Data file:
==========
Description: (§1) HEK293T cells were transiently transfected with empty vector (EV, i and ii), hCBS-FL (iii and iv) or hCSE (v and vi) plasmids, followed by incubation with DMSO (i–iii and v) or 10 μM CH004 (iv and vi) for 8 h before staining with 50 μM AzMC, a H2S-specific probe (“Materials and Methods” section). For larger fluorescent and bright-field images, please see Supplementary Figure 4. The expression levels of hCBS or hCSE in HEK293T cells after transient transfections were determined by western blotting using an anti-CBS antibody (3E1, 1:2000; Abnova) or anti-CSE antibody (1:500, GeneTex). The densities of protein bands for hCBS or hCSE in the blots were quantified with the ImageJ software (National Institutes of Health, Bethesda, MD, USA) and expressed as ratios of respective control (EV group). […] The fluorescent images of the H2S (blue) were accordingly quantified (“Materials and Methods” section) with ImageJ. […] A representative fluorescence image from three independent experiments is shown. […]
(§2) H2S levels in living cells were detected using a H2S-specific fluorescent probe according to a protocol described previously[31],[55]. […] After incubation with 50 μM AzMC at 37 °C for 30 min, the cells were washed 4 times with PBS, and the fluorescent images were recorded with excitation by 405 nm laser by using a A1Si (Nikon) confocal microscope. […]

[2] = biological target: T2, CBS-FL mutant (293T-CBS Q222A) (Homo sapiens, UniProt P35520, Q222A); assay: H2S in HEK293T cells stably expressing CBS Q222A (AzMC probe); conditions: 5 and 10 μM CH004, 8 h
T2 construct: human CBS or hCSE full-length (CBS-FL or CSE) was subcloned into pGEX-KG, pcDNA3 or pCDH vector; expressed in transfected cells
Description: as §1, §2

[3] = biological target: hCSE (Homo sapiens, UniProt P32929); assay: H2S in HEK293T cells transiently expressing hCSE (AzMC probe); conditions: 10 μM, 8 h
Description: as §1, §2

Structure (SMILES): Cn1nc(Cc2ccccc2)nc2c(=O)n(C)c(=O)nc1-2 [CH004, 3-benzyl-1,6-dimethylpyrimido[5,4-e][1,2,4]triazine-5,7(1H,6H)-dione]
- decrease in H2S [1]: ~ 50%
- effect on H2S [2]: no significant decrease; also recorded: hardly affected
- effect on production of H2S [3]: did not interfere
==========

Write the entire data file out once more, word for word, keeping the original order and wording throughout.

Description: (§1) HEK293T cells were transiently transfected with empty vector (EV, i and ii), hCBS-FL (iii and iv) or hCSE (v and vi) plasmids, followed by incubation with DMSO (i–iii and v) or 10 μM CH004 (iv and vi) for 8 h before staining with 50 μM AzMC, a H2S-specific probe (“Materials and Methods” section). For larger fluorescent and bright-field images, please see Supplementary Figure 4. The expression levels of hCBS or hCSE in HEK293T cells after transient transfections were determined by western blotting using an anti-CBS antibody (3E1, 1:2000; Abnova) or anti-CSE antibody (1:500, GeneTex). The densities of protein bands for hCBS or hCSE in the blots were quantified with the ImageJ software (National Institutes of Health, Bethesda, MD, USA) and expressed as ratios of respective control (EV group). […] The fluorescent images of the H2S (blue) were accordingly quantified (“Materials and Methods” section) with ImageJ. […] A representative fluorescence image from three independent experiments is shown. […]
(§2) H2S levels in living cells were detected using a H2S-specific fluorescent probe according to a protocol described previously[31],[55]. […] After incubation with 50 μM AzMC at 37 °C for 30 min, the cells were washed 4 times with PBS, and the fluorescent images were recorded with excitation by 405 nm laser by using a A1Si (Nikon) confocal microscope. […]

[2] = biological target: T2, CBS-FL mutant (293T-CBS Q222A) (Homo sapiens, UniProt P35520, Q222A); assay: H2S in HEK293T cells stably expressing CBS Q222A (AzMC probe); conditions: 5 and 10 μM CH004, 8 h
T2 construct: human CBS or hCSE full-length (CBS-FL or CSE) was subcloned into pGEX-KG, pcDNA3 or pCDH vector; expressed in transfected cells
Description: as §1, §2

[3] = biological target: hCSE (Homo sapiens, UniProt P32929); assay: H2S in HEK293T cells transiently expressing hCSE (AzMC probe); conditions: 10 μM, 8 h
Description: as §1, §2

Structure (SMILES): Cn1nc(Cc2ccccc2)nc2c(=O)n(C)c(=O)nc1-2 [CH004, 3-benzyl-1,6-dimethylpyrimido[5,4-e][1,2,4]triazine-5,7(1H,6H)-dione]
- decrease in H2S [1]: ~ 50%
- effect on H2S [2]: no significant decrease; also recorded: hardly affected
- effect on production of H2S [3]: did not interfere